There is a growing demand for Calle 8 revive itself as a vibrant urban corridor that supports all modes of transport including transit, biking and walking. “My Calle 8” is a movement of neighborhood residents reaching our to the community and elected officials pleading for FDOT to re-purpose the roadway no longer a one-way 3 lane road. The proposed idea, presents wider sidewalks, dedicated bike lanes, bus lane and two-way car traffic. My Calle 8 has developed a website including background information and a petition to sign and share with representatives in Tallahassee. Below is an excerpt from their website.
“For half a century, Calle Ocho (SW 8th Street) has served as an eastbound speedway for commuters, along with the equally dangerous one-way, three-lane, westbound SW 7th Street.
Originally a 2-way typical American main street, Calle 8 between SW 27 & Brickell avenues was transformed in the late 60s into the unsafe “Highway Ocho” we know today.
With FDOT studying the corridor this year, the time is right to convert Calle 8 back into the quaint main commercial core of Little Havana. This will reverse 50 years of highway conditions that have disenfranchised neighborhoods and caused commercial blight.
A broad base of stakeholders has united to urge elected officials, government agencies — and the transportation engineers that serve them – to be innovative. We challenge them to create a 21st century Calle Ocho with comfortable wide sidewalks, additional safe crosswalks and dedicated bike and transit lanes — in a vibrant urban setting.”
July 1 will mark the end of a feasibility and planning study of the proposed River of Grass Greenway, a visionary trail meant to cross Florida from Naples to Miami. If you want the trail built, these are the last few days you have to make your opinion count. The surest way to support the trail right now is to write to the project manager, Mark Heinicke, and tell him how you’d like to use the trail.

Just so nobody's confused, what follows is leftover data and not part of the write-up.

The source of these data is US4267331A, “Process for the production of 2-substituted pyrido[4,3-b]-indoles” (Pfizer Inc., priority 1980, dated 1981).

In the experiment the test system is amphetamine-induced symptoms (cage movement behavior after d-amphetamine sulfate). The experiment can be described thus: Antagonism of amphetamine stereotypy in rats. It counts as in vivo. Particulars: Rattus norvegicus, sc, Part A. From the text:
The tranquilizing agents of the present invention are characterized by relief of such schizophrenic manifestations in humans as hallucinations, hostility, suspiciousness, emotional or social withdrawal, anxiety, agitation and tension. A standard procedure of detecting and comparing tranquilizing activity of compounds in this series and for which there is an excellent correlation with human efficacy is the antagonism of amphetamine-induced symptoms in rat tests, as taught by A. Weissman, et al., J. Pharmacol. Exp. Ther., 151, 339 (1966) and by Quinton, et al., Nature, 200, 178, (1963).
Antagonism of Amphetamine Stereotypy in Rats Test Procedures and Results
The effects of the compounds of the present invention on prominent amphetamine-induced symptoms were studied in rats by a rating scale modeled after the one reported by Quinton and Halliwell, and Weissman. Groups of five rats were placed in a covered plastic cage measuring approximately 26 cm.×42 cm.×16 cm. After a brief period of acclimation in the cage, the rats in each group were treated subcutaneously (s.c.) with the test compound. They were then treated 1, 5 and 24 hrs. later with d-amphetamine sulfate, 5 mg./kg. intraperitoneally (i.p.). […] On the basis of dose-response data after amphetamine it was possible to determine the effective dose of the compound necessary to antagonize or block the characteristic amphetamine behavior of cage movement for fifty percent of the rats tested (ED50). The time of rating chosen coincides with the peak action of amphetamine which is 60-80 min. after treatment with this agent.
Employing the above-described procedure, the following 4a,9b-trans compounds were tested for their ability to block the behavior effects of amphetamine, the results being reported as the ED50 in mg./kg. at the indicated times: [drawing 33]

Vocal opposition to the greenway has arisen in recent months, so don’t assume the project will go through without our speaking up. Lest we forget the trail’s potential, note the words of trail sparkplug Maureen Bonness: Continue reading Glades Greenway Study Nearly Done→
In partnership with several County departments, Commissioner Juan Zapata has developed a West End Connectivity Master Plan to promote greenway connectivity and walkability to County parks, schools, libraries and business nodes in the area. These proposed improvements will connect with existing greenways and add approximately 15 miles of bike routes. Bravo to District 11 for making the West End a future destination for safe and scenic biking, walking and running!
Making news in the world of urban affairs this week is a new book called Tactical Urbanism: Short-Term Action for Long-Term Change. It’s by our chairman, Anthony Garcia, and his partner in Street Plans Collaborative, Mike Lydon. Their design firm grew out of the work that Lydon did on Miami 21, the modern rewrite of the City of Miami’s land-use plan.
A pair of charrettes — community-based planning workshops — will be held in coming weeks to help neighbors of the proposed Ludlam Trail refine their vision of a world-class linear park extending 6.2 miles from Dadeland to the City of Miami’s westernmost neighborhood. The trail has been a dream for decades, and now Friends of the Ludlam Trail — an initiative of Green Mobility Network — is working hard to make the dream a reality. Continue reading Meetings to shape Ludlam Trail vision→
By January 1 we expect East Coast Greenway signs will have been installed on the full length of the M-Path, from SW 11th Street to Metrorail’s Dadeland South Station. This is a major milestone in Green Mobility Network’s support and advocacy for both the M-Path and the 2,900-mile bike route between Key West and northern Maine. Continue reading Marking the Greenway→
Improving walking, bicycling, and living in Miami, Florida